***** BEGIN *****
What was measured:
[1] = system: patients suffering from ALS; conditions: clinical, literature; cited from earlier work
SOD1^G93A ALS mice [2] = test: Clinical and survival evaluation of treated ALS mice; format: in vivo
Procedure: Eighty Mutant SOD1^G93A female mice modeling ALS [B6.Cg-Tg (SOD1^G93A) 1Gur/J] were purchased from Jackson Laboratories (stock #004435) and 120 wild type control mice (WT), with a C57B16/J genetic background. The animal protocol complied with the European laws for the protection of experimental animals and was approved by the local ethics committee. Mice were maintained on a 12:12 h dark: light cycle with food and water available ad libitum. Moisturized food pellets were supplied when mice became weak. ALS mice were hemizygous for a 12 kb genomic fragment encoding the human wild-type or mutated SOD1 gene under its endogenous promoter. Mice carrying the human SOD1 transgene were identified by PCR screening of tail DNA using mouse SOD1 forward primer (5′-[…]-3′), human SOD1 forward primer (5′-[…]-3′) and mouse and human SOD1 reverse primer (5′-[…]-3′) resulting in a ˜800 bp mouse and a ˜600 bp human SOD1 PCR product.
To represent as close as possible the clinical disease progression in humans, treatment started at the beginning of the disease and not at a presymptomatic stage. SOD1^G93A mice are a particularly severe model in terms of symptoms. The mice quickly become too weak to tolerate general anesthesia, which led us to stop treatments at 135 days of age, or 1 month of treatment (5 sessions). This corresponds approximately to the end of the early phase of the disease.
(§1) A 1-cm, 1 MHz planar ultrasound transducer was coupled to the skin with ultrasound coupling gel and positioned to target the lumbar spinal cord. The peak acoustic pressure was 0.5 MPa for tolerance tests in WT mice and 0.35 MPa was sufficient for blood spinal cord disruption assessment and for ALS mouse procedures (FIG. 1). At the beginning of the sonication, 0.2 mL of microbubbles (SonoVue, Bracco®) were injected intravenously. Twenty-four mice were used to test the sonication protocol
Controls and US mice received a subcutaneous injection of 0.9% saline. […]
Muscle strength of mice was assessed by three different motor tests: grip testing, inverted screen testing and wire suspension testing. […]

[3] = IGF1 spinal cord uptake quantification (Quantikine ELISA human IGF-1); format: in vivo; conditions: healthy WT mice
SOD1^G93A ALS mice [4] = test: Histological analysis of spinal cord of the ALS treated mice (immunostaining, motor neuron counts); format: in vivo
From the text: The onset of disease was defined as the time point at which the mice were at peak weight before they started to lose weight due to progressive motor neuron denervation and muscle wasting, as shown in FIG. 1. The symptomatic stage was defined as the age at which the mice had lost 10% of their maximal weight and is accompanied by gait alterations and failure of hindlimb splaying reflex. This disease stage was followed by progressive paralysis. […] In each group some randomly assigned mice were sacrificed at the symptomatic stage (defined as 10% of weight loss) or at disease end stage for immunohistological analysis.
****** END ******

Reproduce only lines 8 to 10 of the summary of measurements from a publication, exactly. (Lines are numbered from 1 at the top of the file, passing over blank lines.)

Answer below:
Muscle strength of mice was assessed by three different motor tests: grip testing, inverted screen testing and wire suspension testing. […]

[3] = IGF1 spinal cord uptake quantification (Quantikine ELISA human IGF-1); format: in vivo; conditions: healthy WT mice
SOD1^G93A ALS mice [4] = test: Histological analysis of spinal cord of the ALS treated mice (immunostaining, motor neuron counts); format: in vivo